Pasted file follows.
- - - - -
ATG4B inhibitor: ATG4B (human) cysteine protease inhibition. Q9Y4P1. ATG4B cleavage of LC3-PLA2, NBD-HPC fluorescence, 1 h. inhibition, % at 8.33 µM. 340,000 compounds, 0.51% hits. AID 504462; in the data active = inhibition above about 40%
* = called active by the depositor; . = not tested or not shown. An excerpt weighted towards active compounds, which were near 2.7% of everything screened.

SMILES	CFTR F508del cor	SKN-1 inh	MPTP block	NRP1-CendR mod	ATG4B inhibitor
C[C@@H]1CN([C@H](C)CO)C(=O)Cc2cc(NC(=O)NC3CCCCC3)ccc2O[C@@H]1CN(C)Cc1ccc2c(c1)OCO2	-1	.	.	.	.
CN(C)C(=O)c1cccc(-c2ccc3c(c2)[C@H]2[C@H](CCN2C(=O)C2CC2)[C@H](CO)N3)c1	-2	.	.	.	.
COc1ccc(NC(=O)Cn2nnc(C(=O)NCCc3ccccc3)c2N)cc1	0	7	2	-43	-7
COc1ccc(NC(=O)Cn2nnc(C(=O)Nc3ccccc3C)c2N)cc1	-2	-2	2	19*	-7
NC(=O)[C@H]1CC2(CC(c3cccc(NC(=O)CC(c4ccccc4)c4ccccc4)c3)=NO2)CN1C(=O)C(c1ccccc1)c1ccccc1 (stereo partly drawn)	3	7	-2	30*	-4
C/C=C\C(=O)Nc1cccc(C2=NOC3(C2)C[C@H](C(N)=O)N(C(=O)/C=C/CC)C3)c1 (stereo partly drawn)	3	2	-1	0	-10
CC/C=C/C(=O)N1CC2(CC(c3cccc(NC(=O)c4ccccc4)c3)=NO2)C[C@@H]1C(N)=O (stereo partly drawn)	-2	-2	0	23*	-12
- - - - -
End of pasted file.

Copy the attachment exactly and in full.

ATG4B inhibitor: ATG4B (human) cysteine protease inhibition. Q9Y4P1. ATG4B cleavage of LC3-PLA2, NBD-HPC fluorescence, 1 h. inhibition, % at 8.33 µM. 340,000 compounds, 0.51% hits. AID 504462; in the data active = inhibition above about 40%
* = called active by the depositor; . = not tested or not shown. An excerpt weighted towards active compounds, which were near 2.7% of everything screened.

SMILES	CFTR F508del cor	SKN-1 inh	MPTP block	NRP1-CendR mod	ATG4B inhibitor
C[C@@H]1CN([C@H](C)CO)C(=O)Cc2cc(NC(=O)NC3CCCCC3)ccc2O[C@@H]1CN(C)Cc1ccc2c(c1)OCO2	-1	.	.	.	.
CN(C)C(=O)c1cccc(-c2ccc3c(c2)[C@H]2[C@H](CCN2C(=O)C2CC2)[C@H](CO)N3)c1	-2	.	.	.	.
COc1ccc(NC(=O)Cn2nnc(C(=O)NCCc3ccccc3)c2N)cc1	0	7	2	-43	-7
COc1ccc(NC(=O)Cn2nnc(C(=O)Nc3ccccc3C)c2N)cc1	-2	-2	2	19*	-7
NC(=O)[C@H]1CC2(CC(c3cccc(NC(=O)CC(c4ccccc4)c4ccccc4)c3)=NO2)CN1C(=O)C(c1ccccc1)c1ccccc1 (stereo partly drawn)	3	7	-2	30*	-4
C/C=C\C(=O)Nc1cccc(C2=NOC3(C2)C[C@H](C(N)=O)N(C(=O)/C=C/CC)C3)c1 (stereo partly drawn)	3	2	-1	0	-10
CC/C=C/C(=O)N1CC2(CC(c3cccc(NC(=O)c4ccccc4)c3)=NO2)C[C@@H]1C(N)=O (stereo partly drawn)	-2	-2	0	23*	-12